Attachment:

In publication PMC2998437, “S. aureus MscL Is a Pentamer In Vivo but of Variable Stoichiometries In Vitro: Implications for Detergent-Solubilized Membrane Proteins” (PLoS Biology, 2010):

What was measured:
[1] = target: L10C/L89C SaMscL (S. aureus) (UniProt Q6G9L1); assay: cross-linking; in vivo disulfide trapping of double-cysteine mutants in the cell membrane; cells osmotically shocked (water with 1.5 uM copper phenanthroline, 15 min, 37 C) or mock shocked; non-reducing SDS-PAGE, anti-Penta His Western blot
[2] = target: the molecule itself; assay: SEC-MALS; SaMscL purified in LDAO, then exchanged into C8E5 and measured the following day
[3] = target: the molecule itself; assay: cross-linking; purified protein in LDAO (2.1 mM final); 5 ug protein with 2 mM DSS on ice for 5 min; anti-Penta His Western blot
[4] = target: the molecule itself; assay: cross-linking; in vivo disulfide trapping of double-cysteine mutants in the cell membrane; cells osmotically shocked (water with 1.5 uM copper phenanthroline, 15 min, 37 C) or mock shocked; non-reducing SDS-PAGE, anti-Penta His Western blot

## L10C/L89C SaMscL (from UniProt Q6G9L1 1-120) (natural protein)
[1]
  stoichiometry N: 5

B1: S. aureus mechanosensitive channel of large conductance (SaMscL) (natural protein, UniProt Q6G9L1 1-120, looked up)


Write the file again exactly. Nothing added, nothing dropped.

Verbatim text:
In publication PMC2998437, “S. aureus MscL Is a Pentamer In Vivo but of Variable Stoichiometries In Vitro: Implications for Detergent-Solubilized Membrane Proteins” (PLoS Biology, 2010):

What was measured:
[1] = target: L10C/L89C SaMscL (S. aureus) (UniProt Q6G9L1); assay: cross-linking; in vivo disulfide trapping of double-cysteine mutants in the cell membrane; cells osmotically shocked (water with 1.5 uM copper phenanthroline, 15 min, 37 C) or mock shocked; non-reducing SDS-PAGE, anti-Penta His Western blot
[2] = target: the molecule itself; assay: SEC-MALS; SaMscL purified in LDAO, then exchanged into C8E5 and measured the following day
[3] = target: the molecule itself; assay: cross-linking; purified protein in LDAO (2.1 mM final); 5 ug protein with 2 mM DSS on ice for 5 min; anti-Penta His Western blot
[4] = target: the molecule itself; assay: cross-linking; in vivo disulfide trapping of double-cysteine mutants in the cell membrane; cells osmotically shocked (water with 1.5 uM copper phenanthroline, 15 min, 37 C) or mock shocked; non-reducing SDS-PAGE, anti-Penta His Western blot

## L10C/L89C SaMscL (from UniProt Q6G9L1 1-120) (natural protein)
[1]
  stoichiometry N: 5

B1: S. aureus mechanosensitive channel of large conductance (SaMscL) (natural protein, UniProt Q6G9L1 1-120, looked up)